Blackhawks' Andrew Shaw suspended for Game 5 for using slur
Andrew Shaw will miss Game 5 after being suspended by the NHL for using a homophobic slur during Game 4.
The NHL has suspended Chicago Blackhawks forward Andrew Shaw for one game for his use of a homophobic slur after receiving a penalty in the third period of Game 4 of the team’s first-round series with the St. Louis Blues. He has also been fined $5,000 for his "inappropriate gesture" -- two middle fingers -- directed at the referee. The league also announced that Shaw will be required to undergo sensitivity training.
As a result of his suspension, Shaw will miss Thursday’s Game 5 with the Blackhawks facing elimination at the hands of the Blues, who lead the first round series 3-1.
NHL senior vice president of hockey operations Colin Campbell, who is responsible for ruling on abuse of officials and other such matters, issued the following statement along with the announcement of the supplemental discipline:
“While Mr. Shaw was apologetic and remorseful for both the offensive comments and the inappropriate gesture directed at the on-ice officials, he must be held accountable for his actions. The emotion of the moment cannot and will not be a mitigating factor for the conduct that is expected of an NHL player.”
This is believed to be the first suspension of a player for comments made on the ice since 2011.
Krys Barch, who was playing for the Florida Panthers at the time, was suspended for one game for making a joke with a racial context at Montreal Canadiens defenseman P.K. Subban’s expense on the ice.
Shaw issued a public apology, both through a written statement and during a press conference Wednesday.
“I am sincerely sorry for the insensitive remarks that I made last night while in the penalty box,” Shaw said in his prepared statement. “When I got home and saw the video, it was evident that what I did was wrong, no matter the circumstances. I apologize to many people, including the gay and lesbian community, the Chicago Blackhawks organization, Blackhawks fans and anyone else I may have offended. I know my words were hurtful and I will learn from my mistake."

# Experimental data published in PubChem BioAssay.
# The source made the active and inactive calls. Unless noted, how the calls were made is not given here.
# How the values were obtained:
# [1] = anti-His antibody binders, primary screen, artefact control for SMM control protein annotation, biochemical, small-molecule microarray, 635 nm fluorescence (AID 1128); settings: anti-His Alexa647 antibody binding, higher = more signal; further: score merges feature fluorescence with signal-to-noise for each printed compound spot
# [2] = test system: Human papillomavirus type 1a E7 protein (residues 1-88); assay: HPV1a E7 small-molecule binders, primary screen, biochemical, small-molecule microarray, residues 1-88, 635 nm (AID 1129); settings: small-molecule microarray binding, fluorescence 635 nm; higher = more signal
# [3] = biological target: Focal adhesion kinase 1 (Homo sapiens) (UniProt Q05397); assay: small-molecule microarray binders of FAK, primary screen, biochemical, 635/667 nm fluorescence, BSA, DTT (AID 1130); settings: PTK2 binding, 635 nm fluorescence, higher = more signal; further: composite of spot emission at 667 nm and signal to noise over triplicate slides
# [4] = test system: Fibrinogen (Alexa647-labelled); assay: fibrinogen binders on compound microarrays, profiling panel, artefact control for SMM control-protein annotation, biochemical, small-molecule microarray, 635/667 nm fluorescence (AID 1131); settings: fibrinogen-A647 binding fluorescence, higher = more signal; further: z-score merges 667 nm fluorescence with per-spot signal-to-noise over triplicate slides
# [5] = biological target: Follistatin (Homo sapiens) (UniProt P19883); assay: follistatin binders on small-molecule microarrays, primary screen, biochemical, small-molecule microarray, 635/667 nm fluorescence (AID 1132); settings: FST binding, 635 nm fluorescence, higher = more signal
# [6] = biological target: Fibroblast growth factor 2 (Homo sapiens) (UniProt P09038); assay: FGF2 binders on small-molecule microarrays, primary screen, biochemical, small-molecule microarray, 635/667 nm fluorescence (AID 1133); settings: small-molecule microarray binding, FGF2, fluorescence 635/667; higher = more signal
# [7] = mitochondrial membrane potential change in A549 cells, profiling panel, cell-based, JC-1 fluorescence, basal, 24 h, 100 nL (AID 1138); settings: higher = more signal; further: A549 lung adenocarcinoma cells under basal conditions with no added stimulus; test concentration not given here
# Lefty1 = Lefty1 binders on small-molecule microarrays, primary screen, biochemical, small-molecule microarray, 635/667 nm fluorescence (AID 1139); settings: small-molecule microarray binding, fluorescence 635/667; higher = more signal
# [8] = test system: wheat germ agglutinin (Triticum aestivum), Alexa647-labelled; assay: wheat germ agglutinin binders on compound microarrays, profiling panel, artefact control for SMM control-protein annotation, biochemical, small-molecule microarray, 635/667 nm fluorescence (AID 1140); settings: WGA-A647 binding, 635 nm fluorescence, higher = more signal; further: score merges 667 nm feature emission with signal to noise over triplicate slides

The Blackhawks expressed their disappointment in Shaw’s actions in a statement and vowed to further educate the players to prevent incidents like these from happening again.
The league, which is a partner with the You Can Play Project, a non-profit organization that encourages inclusion and respect for all athletes regardless of sexual orientation that was co-founded by NHL director of player safety Patrick Burke, has taken a stronger stand on hate speech and abusive language by its players. There has probably not been a higher-profile instance than this previously, however.
You Can Play released the following statement after the announcement of the NHL's decision to suspend Shaw:
Given that Shaw will miss a playoff game and possibly the decisive one in the first-round series between the Blackhawks and Blues shows that the league takes the matter seriously.
Shaw embarrassed the league, his team and himself with his late-game antics Tuesday. His apology seemed genuine, but it can't erase what happened. The NHL really didn’t have a choice, having aligned themselves with organizations that promote equality and the fact that comments like the one Shaw made marginalized a segment of their fanbase even if they were not his intended target.
There are going to be some that see the punishment as too harsh and other not harsh enough, but the league did one of the most powerful things it can do under its rules. Taking a game away from Shaw, a crucial one, is a statement that the league will not tolerate such speech and that it will hold players accountable for their actions. Not only that, but the league’s desire to further the education process with mandatory sensitivity training shows that it has an interest in changing the behavior that brings those words to the surface.
The league doesn’t get everything right, but they did here.
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